In case the UN Human Rights Council’s decision to postpone its report on alleged Sri Lankan war crimes gives the mistaken impression that the movers of the Resolution 25/1 have become more ‘accommodating,’ it would be useful to take a closer look at their reasons for acceding to the request for deferral, and for the [...]


UNHRC Resolution 25/1 and the new charge of ‘genocide’


In case the UN Human Rights Council’s decision to postpone its report on alleged Sri Lankan war crimes gives the mistaken impression that the movers of the Resolution 25/1 have become more ‘accommodating,’ it would be useful to take a closer look at their reasons for acceding to the request for deferral, and for the keen interest shown by its key architects, the US and the UK, in Sri Lanka.

Three days before Foreign Minister Mangala Samaraweera requested the UNHRC to delay the report, Sri Lanka’s Northern Provincial Council adopted a resolution calling on the UN to inquire into what it called ‘genocide’ against Tamils, which (it suddenly decided) had taken place from independence under every government since 1948. TNA leader R. Sampanthan did not sufficiently distance his party from this amazing resolution when he said it ‘reflects the view of the Northern Province.’ It was tabled by the NPC’s Chief Minister C.V. Wigneswaran, a former judge who, some months ago, had himself cautioned his council against the use of the word ‘genocide.’ For the architects of this resolution the LTTE never existed, it would appear. It is ironic that Wigneswaran, who not long ago referred to Prabhakaran as a ‘great hero,’ seeks to defend the resolution on the basis of the need for ‘truth.’

NPC resolution
The NPC resolution called upon the OHCHR team to “comprehensively investigate and report on the charge of genocide in its submission to the UN Human Rights Council in March 2015.” It asked the UN Security Council to refer Sri Lanka to the International Criminal Court, and for countries to use ‘universal jurisdiction’ wherever possible to prosecute the alleged crimes.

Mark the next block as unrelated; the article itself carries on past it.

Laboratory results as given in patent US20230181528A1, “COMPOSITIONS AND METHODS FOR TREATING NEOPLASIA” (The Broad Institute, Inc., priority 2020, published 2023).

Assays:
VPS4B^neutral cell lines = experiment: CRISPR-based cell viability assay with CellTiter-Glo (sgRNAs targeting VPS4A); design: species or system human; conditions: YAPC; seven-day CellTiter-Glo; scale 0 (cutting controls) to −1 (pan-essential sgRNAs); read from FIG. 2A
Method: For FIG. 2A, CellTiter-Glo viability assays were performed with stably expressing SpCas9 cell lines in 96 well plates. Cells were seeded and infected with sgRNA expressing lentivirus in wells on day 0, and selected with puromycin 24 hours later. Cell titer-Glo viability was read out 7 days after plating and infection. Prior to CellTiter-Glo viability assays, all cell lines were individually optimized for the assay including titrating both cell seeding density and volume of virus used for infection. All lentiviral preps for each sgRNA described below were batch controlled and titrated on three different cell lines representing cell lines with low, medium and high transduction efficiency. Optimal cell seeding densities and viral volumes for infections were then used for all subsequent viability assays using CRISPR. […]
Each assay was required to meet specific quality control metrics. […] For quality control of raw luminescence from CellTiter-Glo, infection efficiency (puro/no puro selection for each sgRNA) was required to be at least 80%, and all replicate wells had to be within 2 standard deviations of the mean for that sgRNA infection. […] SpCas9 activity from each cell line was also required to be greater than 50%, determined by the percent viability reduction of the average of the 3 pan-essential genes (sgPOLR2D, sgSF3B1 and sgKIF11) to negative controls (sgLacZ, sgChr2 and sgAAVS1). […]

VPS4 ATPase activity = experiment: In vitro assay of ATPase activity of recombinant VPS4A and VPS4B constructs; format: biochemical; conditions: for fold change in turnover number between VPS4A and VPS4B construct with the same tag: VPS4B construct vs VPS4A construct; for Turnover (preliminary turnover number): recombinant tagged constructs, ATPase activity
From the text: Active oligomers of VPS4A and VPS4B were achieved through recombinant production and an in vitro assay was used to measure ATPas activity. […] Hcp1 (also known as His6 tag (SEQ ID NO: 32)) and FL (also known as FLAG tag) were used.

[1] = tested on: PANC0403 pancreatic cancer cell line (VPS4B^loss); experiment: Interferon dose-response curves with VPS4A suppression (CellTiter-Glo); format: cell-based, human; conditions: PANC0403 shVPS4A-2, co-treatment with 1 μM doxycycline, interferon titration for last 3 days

This is the background against which US Secretary of State John Kerry in his remarks ahead of talks with Minister Samaraweera in Washington on February 12 — two days after the NPC resolution — said “we’re going to talk today about President Sirisena’s thoughts about how to move Sri Lanka away from 30 years of war with the Tamils…” It is unlikely that Secretary Kerry was unaware that Sri Lanka was fighting an outfit that the US’s own Federal Bureau of Investigation had described as one of the world’s deadliest terrorist organizations.

Kerry’s apparent ‘mistake,’ coming at a time when the spotlight was on a crucial HRC report on alleged war crimes has caused outrage among Sri Lankans worldwide. It led to the launch of a petition in the US demanding that he retract the statement, with some demanding that he apologise.

Distorting the narrative
Author of the petition, Los Angeles-based freelance writer Hassina Leelarathna says it’s a pity Samaraweera did not immediately set the record straight, and that the remarks should not be ignored as ‘just a cavalier disregard of facts.’ It might well be a calculated attempt to distort the narrative to support the LTTE diaspora’s claims of “genocide” by the Sinhalese”, she says. “In any case, a correction is needed and, hopefully, there will be no more references to this “war on Tamils” that never took place.”